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Learn CPR… stat!

Almost 80 per cent of cardiac arrests occur at home or in a residential environment, not out in public. That means odds are if you’re going to be performing CPR, it’s going to be on someone you know.

That’s why it’s important everyone learn basic CPR skills, says Les Johnson, director of training and services for St. John Ambulance. When a person goes into cardiac arrest, he says there are four things that need to happen to improve the odds of surviving, including:

  1. Early recognition. The faster you recognize someone is having a heart attack or going into cardiac arrest, the faster you can get help.
  2. Early access to medical care. If you suspect someone is having a heart attack, call 9-1-1 immediately.
  3. CPR. As soon as you’ve called 9-1-1, start administering CPR right away until help arrives.
  4. Defibrillation. If defibrillation happens within eight minutes, chances of survival greatly increase.

How to tell if it’s cardiac arrest

While the symptoms of a heart attack or cardiac arrest can vary from person to person, there are some common symptoms. Keep an eye out for any of the following symptoms and call 9-1-1 immediately if you suspect someone is having a heart attack.

  • Sudden discomfort or pain that does not go away with rest
  • Pain that may be in the chest, neck, jaw, shoulder, arms or back
  • Pain that may feel like burning, squeezing, heaviness, tightness or pressure
  • Shortness of breath
  • Difficulty breathing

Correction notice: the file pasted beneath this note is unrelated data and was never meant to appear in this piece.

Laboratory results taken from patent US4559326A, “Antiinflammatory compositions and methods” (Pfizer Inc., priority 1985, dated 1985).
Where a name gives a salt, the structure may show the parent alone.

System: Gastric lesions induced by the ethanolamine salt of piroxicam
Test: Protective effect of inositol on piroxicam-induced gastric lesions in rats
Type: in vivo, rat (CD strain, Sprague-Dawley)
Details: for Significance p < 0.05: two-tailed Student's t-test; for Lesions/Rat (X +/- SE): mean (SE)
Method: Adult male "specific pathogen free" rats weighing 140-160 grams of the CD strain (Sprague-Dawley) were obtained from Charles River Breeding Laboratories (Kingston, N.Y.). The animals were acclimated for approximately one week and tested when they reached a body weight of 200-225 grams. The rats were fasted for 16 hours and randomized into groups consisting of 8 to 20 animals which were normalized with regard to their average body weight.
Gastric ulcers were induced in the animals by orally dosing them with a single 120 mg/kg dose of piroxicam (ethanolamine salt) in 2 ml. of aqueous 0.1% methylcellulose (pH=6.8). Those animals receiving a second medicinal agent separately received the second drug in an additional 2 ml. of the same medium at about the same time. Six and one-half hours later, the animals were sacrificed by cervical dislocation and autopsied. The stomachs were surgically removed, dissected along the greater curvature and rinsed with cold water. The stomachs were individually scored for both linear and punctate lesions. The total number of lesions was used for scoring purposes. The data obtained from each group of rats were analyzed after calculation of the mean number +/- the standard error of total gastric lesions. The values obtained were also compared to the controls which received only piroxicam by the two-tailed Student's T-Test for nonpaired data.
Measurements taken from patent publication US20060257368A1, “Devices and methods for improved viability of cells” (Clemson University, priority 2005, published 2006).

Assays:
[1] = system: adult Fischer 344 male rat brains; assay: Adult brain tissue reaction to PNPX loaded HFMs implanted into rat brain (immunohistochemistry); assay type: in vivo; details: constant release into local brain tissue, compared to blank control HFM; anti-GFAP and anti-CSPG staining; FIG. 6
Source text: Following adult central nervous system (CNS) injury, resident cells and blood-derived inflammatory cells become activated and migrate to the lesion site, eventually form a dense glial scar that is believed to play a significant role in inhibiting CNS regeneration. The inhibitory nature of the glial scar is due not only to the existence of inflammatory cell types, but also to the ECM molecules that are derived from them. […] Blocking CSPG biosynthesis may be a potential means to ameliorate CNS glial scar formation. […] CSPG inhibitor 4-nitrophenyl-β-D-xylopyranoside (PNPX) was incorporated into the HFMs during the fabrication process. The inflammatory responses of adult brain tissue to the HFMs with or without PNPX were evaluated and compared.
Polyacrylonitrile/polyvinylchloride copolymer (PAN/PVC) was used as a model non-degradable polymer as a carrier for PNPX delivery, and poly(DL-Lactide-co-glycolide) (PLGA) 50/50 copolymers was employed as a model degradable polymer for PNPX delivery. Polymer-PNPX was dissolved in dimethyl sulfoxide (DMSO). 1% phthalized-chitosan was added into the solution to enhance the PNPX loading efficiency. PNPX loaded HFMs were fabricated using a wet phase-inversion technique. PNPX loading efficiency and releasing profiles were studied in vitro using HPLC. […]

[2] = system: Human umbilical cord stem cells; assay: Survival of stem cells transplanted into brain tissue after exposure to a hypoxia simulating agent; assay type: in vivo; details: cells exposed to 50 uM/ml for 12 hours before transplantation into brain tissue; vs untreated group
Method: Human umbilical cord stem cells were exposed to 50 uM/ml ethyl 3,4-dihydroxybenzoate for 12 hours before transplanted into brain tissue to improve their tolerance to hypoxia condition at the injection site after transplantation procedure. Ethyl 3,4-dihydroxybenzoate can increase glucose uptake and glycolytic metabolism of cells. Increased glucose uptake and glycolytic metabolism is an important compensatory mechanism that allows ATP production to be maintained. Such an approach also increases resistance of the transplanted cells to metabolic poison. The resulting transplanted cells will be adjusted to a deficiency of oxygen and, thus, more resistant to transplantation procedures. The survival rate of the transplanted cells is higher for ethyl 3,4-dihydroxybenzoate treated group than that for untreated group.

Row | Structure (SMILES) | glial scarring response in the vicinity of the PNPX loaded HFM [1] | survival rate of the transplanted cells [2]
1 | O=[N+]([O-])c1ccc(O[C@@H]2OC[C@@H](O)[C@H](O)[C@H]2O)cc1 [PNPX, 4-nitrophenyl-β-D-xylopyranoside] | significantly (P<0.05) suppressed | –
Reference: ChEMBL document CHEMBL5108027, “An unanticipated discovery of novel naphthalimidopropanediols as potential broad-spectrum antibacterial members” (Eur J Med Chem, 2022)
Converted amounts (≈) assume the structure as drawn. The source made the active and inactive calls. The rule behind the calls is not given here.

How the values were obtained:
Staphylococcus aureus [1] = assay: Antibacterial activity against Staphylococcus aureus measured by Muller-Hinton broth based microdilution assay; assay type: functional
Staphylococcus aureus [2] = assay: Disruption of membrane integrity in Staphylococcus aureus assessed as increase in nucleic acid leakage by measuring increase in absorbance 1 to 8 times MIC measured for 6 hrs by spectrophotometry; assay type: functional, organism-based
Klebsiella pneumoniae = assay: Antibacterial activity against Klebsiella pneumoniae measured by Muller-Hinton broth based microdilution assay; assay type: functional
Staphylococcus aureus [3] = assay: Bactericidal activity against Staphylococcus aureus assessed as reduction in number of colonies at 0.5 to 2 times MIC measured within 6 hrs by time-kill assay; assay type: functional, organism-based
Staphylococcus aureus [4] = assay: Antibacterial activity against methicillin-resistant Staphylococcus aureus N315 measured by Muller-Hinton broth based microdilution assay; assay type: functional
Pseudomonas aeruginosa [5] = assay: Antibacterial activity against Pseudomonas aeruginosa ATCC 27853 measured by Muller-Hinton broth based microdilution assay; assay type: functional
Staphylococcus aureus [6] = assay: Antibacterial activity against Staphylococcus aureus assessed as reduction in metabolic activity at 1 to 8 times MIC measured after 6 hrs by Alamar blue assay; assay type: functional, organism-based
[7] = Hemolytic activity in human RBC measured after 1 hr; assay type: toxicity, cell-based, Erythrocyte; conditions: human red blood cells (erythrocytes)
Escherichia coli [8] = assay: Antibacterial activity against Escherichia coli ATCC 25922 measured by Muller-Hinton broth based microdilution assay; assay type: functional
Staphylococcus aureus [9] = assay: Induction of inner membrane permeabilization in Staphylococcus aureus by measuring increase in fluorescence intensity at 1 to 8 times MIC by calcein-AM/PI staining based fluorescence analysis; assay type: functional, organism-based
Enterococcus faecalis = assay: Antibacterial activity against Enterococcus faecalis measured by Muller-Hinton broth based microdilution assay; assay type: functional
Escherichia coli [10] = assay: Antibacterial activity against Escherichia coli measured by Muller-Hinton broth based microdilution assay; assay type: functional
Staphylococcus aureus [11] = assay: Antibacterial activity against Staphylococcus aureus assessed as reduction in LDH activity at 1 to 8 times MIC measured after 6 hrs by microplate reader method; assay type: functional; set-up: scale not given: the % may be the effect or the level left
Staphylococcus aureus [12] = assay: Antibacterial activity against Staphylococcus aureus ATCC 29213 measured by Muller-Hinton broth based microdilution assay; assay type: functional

• Nausea
  • Indigestion
  • Vomiting
  • Sweating
  • Cool, clammy skin

Better safe than sorry

If you’re worried about performing CPR on someone, don’t let fear take over, warns Johnson. “If someone’s not breathing, you have to do something,” he says. “After approximately four minutes, brain cells start to die and it becomes hard to resuscitate someone.”

CPR won’t make the situation worse if someone’s not breathing, he adds. The sooner you start CPR (after calling 9-1-1), the better.

If you’re interested in learning CPR, both the Canadian Red Cross and St. John Ambulance offer training courses. You can take the course in about four to six hours, and Johnson says if you’re pinched for time, you can organize a course at your own home with friends and neighbours.

Finally, don’t forget to upgrade your CPR skills once a year, Johnson adds. Getting annual CPR training will ensure it is fresh in your memory in case someone close to you is in need of help.


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